As I read “Gold, Silver and Bombs - The Phoenix #2” by Ted Tayler, I felt I was transported back to that area in time, thrown into the middle of all that effort to protect citizens and visitors alike. Ted Tayler’s fast paced thriller is filled with clever twists and turns. His strong settings create mood and atmosphere. I’m drawn to character-driven novels and would have liked to get to know more about the characters to understand them better. The way the story unfolds is well managed making me eager to keep reading. This is a good story.

Gold, Silver, and Bombs

Jul 18, 2015 by Louis Cecile

A rather bleak alternative of the 2012 London Olympics and sub-plots surrounding topical stories of extremists at university campuses provide the backdrop for this story.
A black ops group have granted themselves free rein to deal with terrorist organizations as they see fit.
There is a particular arrogant and extreme view as they look to serve "justice". The stereotyping of foreigners and the scenarios that play in the beginning create an unease. With both sides as ruthless as each other only those caught in the crossfire have my sympathies.
With such a picture portrayed for a long time in the first half of the story, I wondered if true human elements and psychology would be explored. Thankfully this comes later on, but I feel a deeper look earlier on may have been more beneficial to the story.
Some of the setup feels too easy in progressing the scenarios that appear. However everyday news stories have shown this is highly probable.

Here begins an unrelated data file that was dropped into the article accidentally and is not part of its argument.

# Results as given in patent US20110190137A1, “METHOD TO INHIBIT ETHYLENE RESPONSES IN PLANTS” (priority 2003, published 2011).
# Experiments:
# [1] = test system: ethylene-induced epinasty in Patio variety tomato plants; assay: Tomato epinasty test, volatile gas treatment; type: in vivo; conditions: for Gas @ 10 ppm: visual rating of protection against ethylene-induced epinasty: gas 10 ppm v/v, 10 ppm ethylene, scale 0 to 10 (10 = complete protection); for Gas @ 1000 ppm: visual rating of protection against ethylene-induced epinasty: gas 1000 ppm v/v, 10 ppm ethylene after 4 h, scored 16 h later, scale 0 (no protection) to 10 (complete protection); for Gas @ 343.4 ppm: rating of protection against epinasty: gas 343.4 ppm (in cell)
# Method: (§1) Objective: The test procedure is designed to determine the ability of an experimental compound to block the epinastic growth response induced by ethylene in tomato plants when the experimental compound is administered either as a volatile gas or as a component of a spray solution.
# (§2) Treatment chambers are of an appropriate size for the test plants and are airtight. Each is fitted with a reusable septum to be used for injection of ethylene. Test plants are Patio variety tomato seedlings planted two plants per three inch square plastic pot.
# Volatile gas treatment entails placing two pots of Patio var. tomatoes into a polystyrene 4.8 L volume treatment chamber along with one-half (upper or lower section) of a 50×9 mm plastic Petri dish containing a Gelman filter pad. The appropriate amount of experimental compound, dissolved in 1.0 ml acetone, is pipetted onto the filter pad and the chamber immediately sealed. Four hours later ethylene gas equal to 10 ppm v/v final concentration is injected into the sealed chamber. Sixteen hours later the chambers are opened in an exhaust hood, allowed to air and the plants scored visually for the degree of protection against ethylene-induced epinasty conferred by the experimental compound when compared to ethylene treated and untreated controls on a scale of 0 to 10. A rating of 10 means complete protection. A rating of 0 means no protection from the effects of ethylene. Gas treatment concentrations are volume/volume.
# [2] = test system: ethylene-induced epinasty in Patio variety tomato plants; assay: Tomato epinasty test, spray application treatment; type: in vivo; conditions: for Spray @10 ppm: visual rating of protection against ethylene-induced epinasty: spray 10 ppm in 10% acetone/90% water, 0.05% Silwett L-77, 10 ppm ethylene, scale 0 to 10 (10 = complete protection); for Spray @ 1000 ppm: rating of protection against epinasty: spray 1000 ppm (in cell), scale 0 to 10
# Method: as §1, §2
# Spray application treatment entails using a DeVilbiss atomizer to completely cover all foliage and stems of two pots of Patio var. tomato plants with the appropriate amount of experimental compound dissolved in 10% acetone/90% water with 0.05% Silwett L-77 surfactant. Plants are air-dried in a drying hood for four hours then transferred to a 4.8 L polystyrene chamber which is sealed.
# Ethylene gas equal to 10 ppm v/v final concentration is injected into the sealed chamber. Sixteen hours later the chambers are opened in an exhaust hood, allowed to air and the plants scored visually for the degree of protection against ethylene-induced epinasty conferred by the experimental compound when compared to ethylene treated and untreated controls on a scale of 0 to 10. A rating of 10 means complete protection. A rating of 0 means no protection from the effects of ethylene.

The mirrored love interests in both the terrorists and the operational group are interestingly naive in sentiment. Though touch the surface of some humanity in characters with low or confused morals.
The action and pace of the story move quickly to an obvious ending. The lack of someone to really root for leaves an interesting thought as the concept of a good and evil is blurred. Despite it seeming obvious to support this mysterious black ops group. Therefore the continuation of the series will be dependent on traditional protagonists and that human element.
In summary an entertaining story that while being believable could do with more belief

The Olympus Project

Jul 10, 2015 by Mark Fine

Author Ted Tayler is generous to his readers with dynamic characters and intricate plots.

Redemption alone is a powerful force to shape a compelling story. But author Ted Tayler is generous to his reader, and adds a substantial dose of vigilantism, a lead character drowning in past vices, and a privately-funded secretive spy / counter terrorism group to the already charged mix. Cleverly he avoids a cast of mere caricatures, but devotes a chapter each, to fleshing out the motivations and scars of the principal characters driving the Olympus Project (we get to know their real names, but Colin Bailey will only know them by their pseudonyms....a nice touch).

Bailey comes to the task well skilled in eliminating people, but under the direction of his new masters his nihilistic instincts are more productively applied; disposing in creative ways those in positions of power that prey on the weak. And then the sub rosa efforts to provide crucial intelligence and counter terrorism support to Great Britain's official security apparatus (without them knowing about it!). Needless to say creative solutions are required, and this makes "The Olympus Project" immensely more intriguing than conventional spy/vigilante fare.

But these well laid plans may be in jeopardy due to the temptations of a sensual but troubled female, which brings a new level of spice to an already boiling pot. So I look forward to reading next "Gold, Silver, and Bombs"-- author Ted Tayler's sequel in his Colin Bailey "The Phoenix Series.”

Ted Tayler , USA 4.6 5.0 62 62 Story-telling at its finest!From the first line 'Colin Bailey was invisible' it is clear that this book will be a journey of regret, revenge and a litany of deep longing for a